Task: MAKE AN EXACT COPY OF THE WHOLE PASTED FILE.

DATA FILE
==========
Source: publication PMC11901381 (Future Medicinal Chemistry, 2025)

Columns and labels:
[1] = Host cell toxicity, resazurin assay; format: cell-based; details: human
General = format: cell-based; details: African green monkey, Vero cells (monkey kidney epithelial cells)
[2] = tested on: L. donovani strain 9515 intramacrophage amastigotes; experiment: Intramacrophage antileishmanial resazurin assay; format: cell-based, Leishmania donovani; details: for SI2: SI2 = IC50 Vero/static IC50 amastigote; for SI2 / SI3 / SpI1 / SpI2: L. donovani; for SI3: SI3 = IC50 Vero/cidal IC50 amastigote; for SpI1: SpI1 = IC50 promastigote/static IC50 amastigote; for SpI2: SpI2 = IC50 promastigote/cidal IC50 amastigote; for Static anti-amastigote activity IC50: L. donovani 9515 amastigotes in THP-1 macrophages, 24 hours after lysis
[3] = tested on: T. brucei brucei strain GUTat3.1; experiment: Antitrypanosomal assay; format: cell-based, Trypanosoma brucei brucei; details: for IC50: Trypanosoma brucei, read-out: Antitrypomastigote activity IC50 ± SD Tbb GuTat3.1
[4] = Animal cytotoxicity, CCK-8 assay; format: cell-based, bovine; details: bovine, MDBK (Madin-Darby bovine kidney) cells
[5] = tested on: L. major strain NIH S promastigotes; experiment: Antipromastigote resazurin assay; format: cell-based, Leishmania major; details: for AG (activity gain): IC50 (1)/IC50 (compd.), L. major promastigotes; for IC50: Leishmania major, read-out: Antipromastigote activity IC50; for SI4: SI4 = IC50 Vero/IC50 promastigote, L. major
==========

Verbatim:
Source: publication PMC11901381 (Future Medicinal Chemistry, 2025)

Columns and labels:
[1] = Host cell toxicity, resazurin assay; format: cell-based; details: human
General = format: cell-based; details: African green monkey, Vero cells (monkey kidney epithelial cells)
[2] = tested on: L. donovani strain 9515 intramacrophage amastigotes; experiment: Intramacrophage antileishmanial resazurin assay; format: cell-based, Leishmania donovani; details: for SI2: SI2 = IC50 Vero/static IC50 amastigote; for SI2 / SI3 / SpI1 / SpI2: L. donovani; for SI3: SI3 = IC50 Vero/cidal IC50 amastigote; for SpI1: SpI1 = IC50 promastigote/static IC50 amastigote; for SpI2: SpI2 = IC50 promastigote/cidal IC50 amastigote; for Static anti-amastigote activity IC50: L. donovani 9515 amastigotes in THP-1 macrophages, 24 hours after lysis
[3] = tested on: T. brucei brucei strain GUTat3.1; experiment: Antitrypanosomal assay; format: cell-based, Trypanosoma brucei brucei; details: for IC50: Trypanosoma brucei, read-out: Antitrypomastigote activity IC50 ± SD Tbb GuTat3.1
[4] = Animal cytotoxicity, CCK-8 assay; format: cell-based, bovine; details: bovine, MDBK (Madin-Darby bovine kidney) cells
[5] = tested on: L. major strain NIH S promastigotes; experiment: Antipromastigote resazurin assay; format: cell-based, Leishmania major; details: for AG (activity gain): IC50 (1)/IC50 (compd.), L. major promastigotes; for IC50: Leishmania major, read-out: Antipromastigote activity IC50; for SI4: SI4 = IC50 Vero/IC50 promastigote, L. major